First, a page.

There are also selected images for foreign navies (though not as complete as those for the U.S. Navy), including those of Australia, Brazil, Britain, Cuba, France, Germany, Greece, Japan, Republic of Korea, Norway and Spain. There are many other images to explore on this website. You can easily download the image or order a print from

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    NEHGS Contact Information

    We encourage you to email this newsletter to others who might be interested. To subscribe or view back issues of eNews, please visit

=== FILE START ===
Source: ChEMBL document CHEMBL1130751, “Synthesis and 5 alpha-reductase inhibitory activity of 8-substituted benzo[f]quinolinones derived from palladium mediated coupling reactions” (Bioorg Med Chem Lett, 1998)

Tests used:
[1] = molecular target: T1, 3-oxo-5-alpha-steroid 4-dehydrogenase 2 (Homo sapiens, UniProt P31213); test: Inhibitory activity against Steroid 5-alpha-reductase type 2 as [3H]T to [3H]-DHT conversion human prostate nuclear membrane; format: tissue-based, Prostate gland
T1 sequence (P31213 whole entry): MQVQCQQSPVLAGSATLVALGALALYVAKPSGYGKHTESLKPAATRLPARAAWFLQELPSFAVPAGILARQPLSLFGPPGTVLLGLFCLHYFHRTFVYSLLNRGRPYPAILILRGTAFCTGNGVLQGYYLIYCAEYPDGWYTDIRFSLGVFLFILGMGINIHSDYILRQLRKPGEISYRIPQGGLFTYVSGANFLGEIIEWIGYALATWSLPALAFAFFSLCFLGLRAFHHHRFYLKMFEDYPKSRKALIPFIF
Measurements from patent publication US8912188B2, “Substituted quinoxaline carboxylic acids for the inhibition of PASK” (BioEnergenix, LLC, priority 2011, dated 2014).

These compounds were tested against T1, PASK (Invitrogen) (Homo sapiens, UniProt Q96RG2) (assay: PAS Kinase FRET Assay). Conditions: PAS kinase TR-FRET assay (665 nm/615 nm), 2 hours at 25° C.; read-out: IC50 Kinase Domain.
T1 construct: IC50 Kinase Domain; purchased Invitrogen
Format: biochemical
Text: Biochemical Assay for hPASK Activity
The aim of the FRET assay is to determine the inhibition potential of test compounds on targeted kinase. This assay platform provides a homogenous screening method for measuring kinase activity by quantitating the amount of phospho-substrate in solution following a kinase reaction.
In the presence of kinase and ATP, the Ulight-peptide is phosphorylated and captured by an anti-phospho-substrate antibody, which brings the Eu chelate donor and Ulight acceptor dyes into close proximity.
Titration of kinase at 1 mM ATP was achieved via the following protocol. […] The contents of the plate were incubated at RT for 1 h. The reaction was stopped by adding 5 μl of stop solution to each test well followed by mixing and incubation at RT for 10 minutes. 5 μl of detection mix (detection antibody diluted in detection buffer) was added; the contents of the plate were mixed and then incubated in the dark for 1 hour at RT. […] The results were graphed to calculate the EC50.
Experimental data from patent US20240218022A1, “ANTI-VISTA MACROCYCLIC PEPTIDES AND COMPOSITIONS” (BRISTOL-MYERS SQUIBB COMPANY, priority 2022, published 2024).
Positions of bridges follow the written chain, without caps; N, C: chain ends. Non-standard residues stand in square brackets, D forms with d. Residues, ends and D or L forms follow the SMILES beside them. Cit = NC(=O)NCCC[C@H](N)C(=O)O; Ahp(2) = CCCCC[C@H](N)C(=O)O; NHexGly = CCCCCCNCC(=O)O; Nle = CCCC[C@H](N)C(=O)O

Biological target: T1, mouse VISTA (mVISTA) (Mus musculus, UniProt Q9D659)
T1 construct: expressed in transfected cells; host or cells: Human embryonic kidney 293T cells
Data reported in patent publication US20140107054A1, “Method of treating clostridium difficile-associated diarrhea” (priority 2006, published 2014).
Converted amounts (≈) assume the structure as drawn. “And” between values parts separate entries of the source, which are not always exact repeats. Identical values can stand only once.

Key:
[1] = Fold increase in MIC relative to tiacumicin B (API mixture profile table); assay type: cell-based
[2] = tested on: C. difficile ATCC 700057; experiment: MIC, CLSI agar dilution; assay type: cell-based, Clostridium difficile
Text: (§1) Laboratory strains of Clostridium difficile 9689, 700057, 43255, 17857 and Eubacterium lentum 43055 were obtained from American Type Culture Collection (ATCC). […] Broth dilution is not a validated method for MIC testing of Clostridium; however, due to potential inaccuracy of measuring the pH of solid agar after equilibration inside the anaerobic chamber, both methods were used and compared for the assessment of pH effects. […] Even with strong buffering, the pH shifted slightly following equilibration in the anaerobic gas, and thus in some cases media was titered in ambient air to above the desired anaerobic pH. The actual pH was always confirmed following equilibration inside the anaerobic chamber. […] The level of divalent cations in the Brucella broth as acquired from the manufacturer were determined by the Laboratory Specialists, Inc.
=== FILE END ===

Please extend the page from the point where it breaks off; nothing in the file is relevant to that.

NEHGS eNews, like all of our programs, is made possible through the generous contributions of our members. For more information about giving to NEHGS visit

    To view the website of the New England Historic Genealogical Society, please visit

    To become a member of the New England Historic Genealogical Society, please visit

    Copyright 2006, New England Historic Genealogical Society
    101 Newbury Street, Boston, MA 02116